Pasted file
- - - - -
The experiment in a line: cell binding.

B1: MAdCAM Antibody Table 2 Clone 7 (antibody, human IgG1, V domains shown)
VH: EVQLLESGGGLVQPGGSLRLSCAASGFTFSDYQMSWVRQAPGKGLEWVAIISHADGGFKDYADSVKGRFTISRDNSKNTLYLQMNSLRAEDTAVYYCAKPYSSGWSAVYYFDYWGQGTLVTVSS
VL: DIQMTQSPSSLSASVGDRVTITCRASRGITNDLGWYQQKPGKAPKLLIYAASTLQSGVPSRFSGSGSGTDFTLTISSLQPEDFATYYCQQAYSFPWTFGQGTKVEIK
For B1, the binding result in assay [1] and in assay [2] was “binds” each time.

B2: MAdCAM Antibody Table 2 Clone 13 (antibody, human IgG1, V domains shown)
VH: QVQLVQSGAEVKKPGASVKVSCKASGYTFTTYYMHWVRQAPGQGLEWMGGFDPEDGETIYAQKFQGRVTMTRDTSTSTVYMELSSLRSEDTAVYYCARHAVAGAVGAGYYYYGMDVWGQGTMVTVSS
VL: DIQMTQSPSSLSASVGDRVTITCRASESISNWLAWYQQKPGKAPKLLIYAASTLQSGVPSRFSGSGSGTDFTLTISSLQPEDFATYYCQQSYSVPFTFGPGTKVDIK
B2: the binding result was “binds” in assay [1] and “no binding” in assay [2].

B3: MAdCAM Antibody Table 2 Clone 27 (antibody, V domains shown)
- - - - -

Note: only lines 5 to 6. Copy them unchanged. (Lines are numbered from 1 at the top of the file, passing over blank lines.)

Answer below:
For B1, the binding result in assay [1] and in assay [2] was “binds” each time.

B2: MAdCAM Antibody Table 2 Clone 13 (antibody, human IgG1, V domains shown)